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The Butcher Boy Is a Dark Irish Novel

June 29, 2009

The Butcher Boy by Patrick McCabe
published by Fromm International May, 1993

I am doing a new project with my unschooled fifteen-year-old daughter (who is already a better writer than I am, but don’t tell her I said that). We are choosing some books with movie adaptations — she’ll review the movie on her blog, and I’ll review the book on mine. This is the first. She chose it. Anyone who knows of Sarah’s affinity for dark psychological books and movies will not be surprised by that. 🙂

Sarah’s movie review of the Butcher Boy

Francie Brady, the young narrator of The Butcher Boy, opens the book by saying, “When I was a young lad twenty or thirty or forty years ago I lived in a small town where they were after me on account of what I done on Mrs. Nugent.” It’s safe to say the reader has fair warning that the book will not end well.

Set in Ireland in the early 1960’s, this novel takes us into the home of the Bradys, a poor Catholic family. Francie’s father is an alcoholic, and his mother is mentally ill — my guess is that she has bipolar disorder. The reader lives in Francie’s mind, carried along by a stream of consciousness that reminds me a bit of James Joyce’s A Portrait of the Artist as a Young Man. The flow of his thoughts and experiences is beautiful, brutal and often confusing.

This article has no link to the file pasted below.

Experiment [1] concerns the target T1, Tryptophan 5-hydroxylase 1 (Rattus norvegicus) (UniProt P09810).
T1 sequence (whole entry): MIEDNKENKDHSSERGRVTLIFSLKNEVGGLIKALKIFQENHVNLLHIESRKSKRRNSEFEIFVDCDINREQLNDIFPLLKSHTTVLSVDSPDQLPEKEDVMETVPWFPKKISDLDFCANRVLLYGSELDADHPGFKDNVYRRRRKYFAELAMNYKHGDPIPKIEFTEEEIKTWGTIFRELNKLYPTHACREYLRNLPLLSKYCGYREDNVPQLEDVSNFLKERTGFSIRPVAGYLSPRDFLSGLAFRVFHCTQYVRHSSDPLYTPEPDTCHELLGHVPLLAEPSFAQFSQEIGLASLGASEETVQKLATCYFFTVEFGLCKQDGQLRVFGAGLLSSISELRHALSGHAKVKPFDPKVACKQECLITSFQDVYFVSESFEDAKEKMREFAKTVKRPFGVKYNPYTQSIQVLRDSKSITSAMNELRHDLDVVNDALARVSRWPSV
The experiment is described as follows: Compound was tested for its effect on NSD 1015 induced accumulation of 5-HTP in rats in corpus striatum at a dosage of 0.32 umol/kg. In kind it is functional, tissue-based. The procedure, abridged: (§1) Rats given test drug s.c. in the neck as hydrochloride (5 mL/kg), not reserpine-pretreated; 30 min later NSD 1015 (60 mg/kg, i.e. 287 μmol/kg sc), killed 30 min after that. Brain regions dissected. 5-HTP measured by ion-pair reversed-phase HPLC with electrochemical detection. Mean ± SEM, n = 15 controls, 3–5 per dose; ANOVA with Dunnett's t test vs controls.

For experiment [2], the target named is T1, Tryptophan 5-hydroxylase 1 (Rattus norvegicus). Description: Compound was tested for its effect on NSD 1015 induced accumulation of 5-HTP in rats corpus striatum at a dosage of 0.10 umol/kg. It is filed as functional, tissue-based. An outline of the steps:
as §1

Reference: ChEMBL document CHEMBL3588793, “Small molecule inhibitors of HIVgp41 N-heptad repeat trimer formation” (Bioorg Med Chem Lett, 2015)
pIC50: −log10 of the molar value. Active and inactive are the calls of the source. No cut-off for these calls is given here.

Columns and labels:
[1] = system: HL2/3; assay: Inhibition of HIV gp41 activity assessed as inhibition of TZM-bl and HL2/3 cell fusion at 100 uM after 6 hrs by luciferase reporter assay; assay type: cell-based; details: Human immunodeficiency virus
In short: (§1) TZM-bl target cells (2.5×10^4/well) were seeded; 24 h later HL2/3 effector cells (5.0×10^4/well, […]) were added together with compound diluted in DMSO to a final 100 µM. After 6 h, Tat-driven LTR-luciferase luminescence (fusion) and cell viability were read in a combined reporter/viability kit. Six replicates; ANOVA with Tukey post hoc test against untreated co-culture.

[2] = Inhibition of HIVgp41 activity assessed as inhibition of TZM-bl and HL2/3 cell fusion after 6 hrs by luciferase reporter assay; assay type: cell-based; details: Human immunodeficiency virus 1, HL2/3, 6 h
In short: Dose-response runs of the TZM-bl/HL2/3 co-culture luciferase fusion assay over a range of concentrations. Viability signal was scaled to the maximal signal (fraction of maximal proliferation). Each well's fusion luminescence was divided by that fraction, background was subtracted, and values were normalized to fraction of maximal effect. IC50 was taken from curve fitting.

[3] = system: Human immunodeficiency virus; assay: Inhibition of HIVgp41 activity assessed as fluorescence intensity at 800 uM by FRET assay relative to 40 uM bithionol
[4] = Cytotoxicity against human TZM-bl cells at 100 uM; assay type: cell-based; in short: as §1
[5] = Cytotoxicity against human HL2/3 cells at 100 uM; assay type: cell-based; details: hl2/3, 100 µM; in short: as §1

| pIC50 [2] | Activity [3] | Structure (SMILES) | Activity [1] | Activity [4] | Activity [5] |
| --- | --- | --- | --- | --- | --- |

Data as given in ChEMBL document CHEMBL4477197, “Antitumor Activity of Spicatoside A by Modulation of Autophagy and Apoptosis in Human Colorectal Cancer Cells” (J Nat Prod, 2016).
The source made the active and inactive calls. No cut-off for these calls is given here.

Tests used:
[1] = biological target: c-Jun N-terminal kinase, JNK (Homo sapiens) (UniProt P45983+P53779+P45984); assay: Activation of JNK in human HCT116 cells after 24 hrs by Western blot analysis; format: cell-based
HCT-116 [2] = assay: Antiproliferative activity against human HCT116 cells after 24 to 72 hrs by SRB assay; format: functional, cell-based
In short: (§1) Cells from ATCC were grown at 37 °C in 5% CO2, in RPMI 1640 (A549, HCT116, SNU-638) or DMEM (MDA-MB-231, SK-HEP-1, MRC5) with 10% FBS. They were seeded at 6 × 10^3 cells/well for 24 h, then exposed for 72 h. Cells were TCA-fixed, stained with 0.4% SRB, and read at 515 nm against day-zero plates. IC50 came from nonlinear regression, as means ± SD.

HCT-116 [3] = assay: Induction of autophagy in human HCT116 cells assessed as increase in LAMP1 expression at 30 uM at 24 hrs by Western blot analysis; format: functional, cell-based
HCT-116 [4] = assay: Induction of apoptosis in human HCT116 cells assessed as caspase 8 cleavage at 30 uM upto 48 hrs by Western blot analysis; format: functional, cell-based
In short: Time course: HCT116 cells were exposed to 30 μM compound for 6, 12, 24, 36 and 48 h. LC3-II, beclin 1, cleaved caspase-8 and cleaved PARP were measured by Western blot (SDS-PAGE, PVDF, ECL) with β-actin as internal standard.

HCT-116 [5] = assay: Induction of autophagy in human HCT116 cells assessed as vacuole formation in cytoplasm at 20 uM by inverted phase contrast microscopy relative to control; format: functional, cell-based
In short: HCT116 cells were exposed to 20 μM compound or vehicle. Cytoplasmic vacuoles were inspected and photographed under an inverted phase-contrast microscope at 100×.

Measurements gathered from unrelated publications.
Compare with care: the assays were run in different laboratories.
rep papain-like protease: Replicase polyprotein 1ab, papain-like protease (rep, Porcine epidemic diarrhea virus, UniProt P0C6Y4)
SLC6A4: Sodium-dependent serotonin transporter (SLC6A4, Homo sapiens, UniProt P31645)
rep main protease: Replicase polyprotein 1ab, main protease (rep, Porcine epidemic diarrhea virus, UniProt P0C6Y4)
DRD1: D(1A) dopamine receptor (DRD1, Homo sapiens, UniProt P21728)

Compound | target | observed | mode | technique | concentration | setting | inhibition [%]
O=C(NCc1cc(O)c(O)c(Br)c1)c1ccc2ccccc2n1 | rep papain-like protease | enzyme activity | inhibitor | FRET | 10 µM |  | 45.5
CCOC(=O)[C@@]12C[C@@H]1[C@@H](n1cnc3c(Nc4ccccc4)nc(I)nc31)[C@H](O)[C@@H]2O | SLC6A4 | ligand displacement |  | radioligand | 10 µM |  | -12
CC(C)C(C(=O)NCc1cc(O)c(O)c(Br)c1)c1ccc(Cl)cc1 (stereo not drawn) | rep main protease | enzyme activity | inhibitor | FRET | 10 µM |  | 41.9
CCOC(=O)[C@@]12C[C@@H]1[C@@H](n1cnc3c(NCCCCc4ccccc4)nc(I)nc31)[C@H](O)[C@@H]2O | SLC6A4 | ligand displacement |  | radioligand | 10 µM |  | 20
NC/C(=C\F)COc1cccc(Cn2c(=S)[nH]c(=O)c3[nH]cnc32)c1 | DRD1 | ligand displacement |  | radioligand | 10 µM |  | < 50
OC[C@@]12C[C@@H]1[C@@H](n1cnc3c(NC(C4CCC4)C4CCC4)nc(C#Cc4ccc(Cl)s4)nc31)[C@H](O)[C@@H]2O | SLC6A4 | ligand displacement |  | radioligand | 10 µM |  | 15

As Francie’s family unravels, he becomes increasingly obsessed with the Nugents, a relatively affluent Protestant family. Their cherished only son, Philip Nugent, is one of his classmates; he has an impressive comic book collection and takes piano lessons. When Francie enters Philip’s room, it is like stepping into a different world. Mrs. Nugent looks down on the Bradys and calls Francie a “pig.” This only stokes his obsession. And gradually, Mrs. Nugent becomes Francie’s scapegoat for all the problems and tragedies in his life.

We follow Francie’s descent into madness, which continues through the death of his parents, his taking work as the butcher’s boy, the only job he’s considered suitable for and the loss of his best friend. It also continues through his stint at a Catholic home for troubled boys, where he yearns to get his “Francie Brady is Not a Bad Bastard Anymore Diploma,” and his encounters with a pedophile priest. Throughout all this, the narrative veers between the real and the surreal; realities and delusions mingle fluidly. As he plunges into sociopathy, Francie remains heart-breakingly human and funny. And while the story is often disorienting and bleak, at times it’s incredibly beautiful.

While this novel was difficult to read, it is one that will stick with me for years to come.

You might also like this review at The Guardian.


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